Amid all of the drama, corruption and transphobia surrounding the Trump administration, you might’ve overlooked the president’s March 26, 2018, appointment of 66-year-old Dr. Robert Redfield as the new Director of Centers for Disease Control and Prevention (CDC). As a former HIV researcher, Redfield might sound like a great pick for CDC head (especially considering that Trump doesn’t really care about HIV). But it turns out that Redfield has espoused some terrible HIV policies with an anti-gay Christian organization that considers the virus to be “God’s judgment” against homosexuals.
The man also created a military policy that effectively disbarred and humiliated HIV-positive U.S. soldiers during the late ’80s and early ’90s. Yeesh.
In a CNN opinion piece, Laurie Garrett, a former senior fellow for global health at the Council on Foreign Relations, points out that during the 1980s Redfield worked with Americans for a Sound AIDS/HIV Policy (ASAP), a Christian group that believed “AIDS was ‘God’s judgment’ against homosexuals, spread in an America weakened by single-parent households and loss of family values.”
And it gets worse. In a 1990 book co-written by ASAP’s leader, W. Shepherd Smith, Jr., Redfield penned an introduction in which he denounced needle sharing programs for reducing HIV rates among drug users, opposed giving condoms to sexually active adults and “described anti-discrimination programs as the efforts of ‘false prophets.'”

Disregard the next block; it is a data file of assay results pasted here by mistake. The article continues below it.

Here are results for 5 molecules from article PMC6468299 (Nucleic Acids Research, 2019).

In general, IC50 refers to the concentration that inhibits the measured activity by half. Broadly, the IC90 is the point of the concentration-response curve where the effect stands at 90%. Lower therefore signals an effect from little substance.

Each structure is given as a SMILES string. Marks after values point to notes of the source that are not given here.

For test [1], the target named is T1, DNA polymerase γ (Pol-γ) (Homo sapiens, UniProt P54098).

Redfield and the organization both think abstinence is the best way for people to prevent HIV, and Redfield has never said otherwise. ASAP has since renamed itself as the Children’s AIDS Fund, and Redfield still sits on its board.
From the mid-’80s to the early ’90s Robert Redfield served as an Army major and HIV vaccine researcher at Walter Reed Medical Institute, the U.S. Department of Defense’s largest biomedical research facility. During his time there he designed policies that forced all soldiers to test for HIV, immediately notifying the superiors of any soldier who tested positive.
HIV-positive soldiers were then separated into a private barracks — known as the “HIV hotel” or the “leper colony” — while military police rifled through the soldiers’ possessions for proof of homosexuality. While awaiting an inevitable dishonorable discharge, several soldiers became ill from advanced HIV and, after being let go were left without health insurance, forced to explain their dishonorable military discharge to future employers.
In 1991, Redfield also supported legislation that would’ve revoked the medical license of any medical professional who tested positive for HIV and would’ve had HIV-positive people tossed into a medical quarantine.
In 2002, then-President George W. Bush rejected Redfield as a candidate to lead the CDC because his past work on HIV was considered too controversial. But CDC heads don’t require congressional approval, so Trump’s pick is sure to move forward.
If Dr. Robert Redfield still thinks that needle-sharing programs and giving condoms to sexually active people are immoral ways to fight HIV — even though both have proven effective at preventing transmission of the virus — then we can only expect HIV to get worse under him and Trump.